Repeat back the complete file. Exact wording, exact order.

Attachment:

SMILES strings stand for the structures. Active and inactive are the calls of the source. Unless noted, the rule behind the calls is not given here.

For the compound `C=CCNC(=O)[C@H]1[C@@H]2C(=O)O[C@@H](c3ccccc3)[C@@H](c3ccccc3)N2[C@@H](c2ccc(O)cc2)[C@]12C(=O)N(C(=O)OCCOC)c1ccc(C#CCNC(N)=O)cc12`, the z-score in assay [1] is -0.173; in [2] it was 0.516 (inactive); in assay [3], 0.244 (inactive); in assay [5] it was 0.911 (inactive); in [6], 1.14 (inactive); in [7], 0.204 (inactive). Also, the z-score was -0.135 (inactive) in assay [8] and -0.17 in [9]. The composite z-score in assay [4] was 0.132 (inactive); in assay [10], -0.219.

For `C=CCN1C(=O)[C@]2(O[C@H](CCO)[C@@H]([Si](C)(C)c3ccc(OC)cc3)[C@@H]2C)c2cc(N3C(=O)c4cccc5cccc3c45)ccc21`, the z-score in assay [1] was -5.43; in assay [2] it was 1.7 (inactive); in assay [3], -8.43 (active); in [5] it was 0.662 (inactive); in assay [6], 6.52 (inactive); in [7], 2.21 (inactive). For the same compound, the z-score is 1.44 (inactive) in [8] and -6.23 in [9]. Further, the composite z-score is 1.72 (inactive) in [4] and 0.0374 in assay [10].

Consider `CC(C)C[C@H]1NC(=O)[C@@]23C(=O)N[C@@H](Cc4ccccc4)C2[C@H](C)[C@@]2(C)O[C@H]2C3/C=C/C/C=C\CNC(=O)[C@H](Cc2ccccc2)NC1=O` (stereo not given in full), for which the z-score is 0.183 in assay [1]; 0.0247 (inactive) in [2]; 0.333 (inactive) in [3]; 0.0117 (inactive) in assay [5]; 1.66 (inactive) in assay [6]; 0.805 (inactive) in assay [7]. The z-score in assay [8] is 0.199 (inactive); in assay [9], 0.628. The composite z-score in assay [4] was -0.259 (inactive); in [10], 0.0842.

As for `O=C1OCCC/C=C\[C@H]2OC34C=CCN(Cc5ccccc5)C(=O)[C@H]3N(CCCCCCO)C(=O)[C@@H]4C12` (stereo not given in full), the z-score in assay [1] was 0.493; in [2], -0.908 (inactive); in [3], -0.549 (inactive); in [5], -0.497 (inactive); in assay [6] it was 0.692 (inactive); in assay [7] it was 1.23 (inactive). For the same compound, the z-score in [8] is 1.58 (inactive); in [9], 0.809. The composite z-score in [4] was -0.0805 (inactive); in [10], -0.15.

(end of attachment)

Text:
SMILES strings stand for the structures. Active and inactive are the calls of the source. Unless noted, the rule behind the calls is not given here.

For the compound `C=CCNC(=O)[C@H]1[C@@H]2C(=O)O[C@@H](c3ccccc3)[C@@H](c3ccccc3)N2[C@@H](c2ccc(O)cc2)[C@]12C(=O)N(C(=O)OCCOC)c1ccc(C#CCNC(N)=O)cc12`, the z-score in assay [1] is -0.173; in [2] it was 0.516 (inactive); in assay [3], 0.244 (inactive); in assay [5] it was 0.911 (inactive); in [6], 1.14 (inactive); in [7], 0.204 (inactive). Also, the z-score was -0.135 (inactive) in assay [8] and -0.17 in [9]. The composite z-score in assay [4] was 0.132 (inactive); in assay [10], -0.219.

For `C=CCN1C(=O)[C@]2(O[C@H](CCO)[C@@H]([Si](C)(C)c3ccc(OC)cc3)[C@@H]2C)c2cc(N3C(=O)c4cccc5cccc3c45)ccc21`, the z-score in assay [1] was -5.43; in assay [2] it was 1.7 (inactive); in assay [3], -8.43 (active); in [5] it was 0.662 (inactive); in assay [6], 6.52 (inactive); in [7], 2.21 (inactive). For the same compound, the z-score is 1.44 (inactive) in [8] and -6.23 in [9]. Further, the composite z-score is 1.72 (inactive) in [4] and 0.0374 in assay [10].

Consider `CC(C)C[C@H]1NC(=O)[C@@]23C(=O)N[C@@H](Cc4ccccc4)C2[C@H](C)[C@@]2(C)O[C@H]2C3/C=C/C/C=C\CNC(=O)[C@H](Cc2ccccc2)NC1=O` (stereo not given in full), for which the z-score is 0.183 in assay [1]; 0.0247 (inactive) in [2]; 0.333 (inactive) in [3]; 0.0117 (inactive) in assay [5]; 1.66 (inactive) in assay [6]; 0.805 (inactive) in assay [7]. The z-score in assay [8] is 0.199 (inactive); in assay [9], 0.628. The composite z-score in assay [4] was -0.259 (inactive); in [10], 0.0842.

As for `O=C1OCCC/C=C\[C@H]2OC34C=CCN(Cc5ccccc5)C(=O)[C@H]3N(CCCCCCO)C(=O)[C@@H]4C12` (stereo not given in full), the z-score in assay [1] was 0.493; in [2], -0.908 (inactive); in [3], -0.549 (inactive); in [5], -0.497 (inactive); in assay [6] it was 0.692 (inactive); in assay [7] it was 1.23 (inactive). For the same compound, the z-score in [8] is 1.58 (inactive); in [9], 0.809. The composite z-score in [4] was -0.0805 (inactive); in [10], -0.15.